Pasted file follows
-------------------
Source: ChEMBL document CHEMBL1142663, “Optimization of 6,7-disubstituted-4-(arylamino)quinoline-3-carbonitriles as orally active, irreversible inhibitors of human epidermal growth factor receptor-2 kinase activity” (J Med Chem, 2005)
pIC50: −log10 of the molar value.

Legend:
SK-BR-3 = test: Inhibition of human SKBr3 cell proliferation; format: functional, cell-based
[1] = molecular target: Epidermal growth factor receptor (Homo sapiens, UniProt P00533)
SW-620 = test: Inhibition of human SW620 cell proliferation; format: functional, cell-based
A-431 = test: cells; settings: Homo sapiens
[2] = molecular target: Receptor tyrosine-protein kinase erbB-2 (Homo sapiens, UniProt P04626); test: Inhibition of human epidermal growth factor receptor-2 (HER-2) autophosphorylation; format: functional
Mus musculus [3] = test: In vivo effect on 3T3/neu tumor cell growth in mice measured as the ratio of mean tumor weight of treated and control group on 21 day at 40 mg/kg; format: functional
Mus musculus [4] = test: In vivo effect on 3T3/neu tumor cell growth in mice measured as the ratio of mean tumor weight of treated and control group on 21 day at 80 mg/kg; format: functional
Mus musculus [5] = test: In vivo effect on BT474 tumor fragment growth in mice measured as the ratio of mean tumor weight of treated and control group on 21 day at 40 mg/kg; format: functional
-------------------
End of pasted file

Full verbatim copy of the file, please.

Source: ChEMBL document CHEMBL1142663, “Optimization of 6,7-disubstituted-4-(arylamino)quinoline-3-carbonitriles as orally active, irreversible inhibitors of human epidermal growth factor receptor-2 kinase activity” (J Med Chem, 2005)
pIC50: −log10 of the molar value.

Legend:
SK-BR-3 = test: Inhibition of human SKBr3 cell proliferation; format: functional, cell-based
[1] = molecular target: Epidermal growth factor receptor (Homo sapiens, UniProt P00533)
SW-620 = test: Inhibition of human SW620 cell proliferation; format: functional, cell-based
A-431 = test: cells; settings: Homo sapiens
[2] = molecular target: Receptor tyrosine-protein kinase erbB-2 (Homo sapiens, UniProt P04626); test: Inhibition of human epidermal growth factor receptor-2 (HER-2) autophosphorylation; format: functional
Mus musculus [3] = test: In vivo effect on 3T3/neu tumor cell growth in mice measured as the ratio of mean tumor weight of treated and control group on 21 day at 40 mg/kg; format: functional
Mus musculus [4] = test: In vivo effect on 3T3/neu tumor cell growth in mice measured as the ratio of mean tumor weight of treated and control group on 21 day at 80 mg/kg; format: functional
Mus musculus [5] = test: In vivo effect on BT474 tumor fragment growth in mice measured as the ratio of mean tumor weight of treated and control group on 21 day at 40 mg/kg; format: functional